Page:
Help available for military veterans facing mental health issues

SAN DIEGO — While May is Mental Health Awareness Month, far too many veterans who might need help aren’t seeking it.

“I spent many years not wanting to ask for help, being afraid to do so,” said Dr Dustin Potash, a US Army veteran who served a tour of duty in Iraq in 2003, returning home with PTSD.

“I had family and friends who saw something was wrong, and they said, you need help!”

Dustin finally asked for the help he needed and is giving it today: as Director of Veterans Affairs for Adjoin, a San Diego-based nonprofit that, as part of its mission, helps secure the housing for homeless veterans.

He said for veterans struggling with mental health issues, including anxiety and depression, there is too often a stigma behind seeking help.

“While they’re in the military, that’s considered ‘weak’ in quotes, but that’s not the truth.”

It’s a mentality that unfortunately persists after leaving the military.

“It’s the strong person who stands up and says, Hey, I have a problem, and I need help with this and starts looking for help.”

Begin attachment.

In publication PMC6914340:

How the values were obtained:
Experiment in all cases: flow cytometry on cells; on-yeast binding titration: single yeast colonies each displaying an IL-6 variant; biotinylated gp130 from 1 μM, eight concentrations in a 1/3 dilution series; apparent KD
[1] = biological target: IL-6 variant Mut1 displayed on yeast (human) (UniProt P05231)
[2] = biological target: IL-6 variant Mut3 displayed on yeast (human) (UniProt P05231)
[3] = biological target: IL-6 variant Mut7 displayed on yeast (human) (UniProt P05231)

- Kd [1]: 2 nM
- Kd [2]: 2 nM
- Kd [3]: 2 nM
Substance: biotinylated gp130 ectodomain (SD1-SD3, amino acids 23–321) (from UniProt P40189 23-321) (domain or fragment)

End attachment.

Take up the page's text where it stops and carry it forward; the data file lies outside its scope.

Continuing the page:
But according to the Department of Veterans Affairs, less than half of veterans who need mental health treatment receive it, even though more than forty percent of all veterans have mental health or addiction issues.

Dustin pointed out that – for those looking for help – San Diego is a military town.

“There’s active duty, there’s veterans…so there’s a lot of resources people can contact,” he said.

A primary resource here at home is accessible by calling 2-1-1 and identifying yourself as a veteran.

“They’ll connect you with a place called ‘Courage to Call,’ which is part of San Diego’s mental health system, and they’ll listen specifically to what’s going on and provide you with the appropriate resources.”

Often the hardest part is making that first call: emphasizing the need – in many cases – for loved ones to intervene.

“It’s a tough conversation with someone, but if you love her and care about her, you have to ask questions,” he added. “Be very direct with them because sometimes they won’t make that choice themselves.”

WATCH RELATED: WWII veterans return to Normandy beaches

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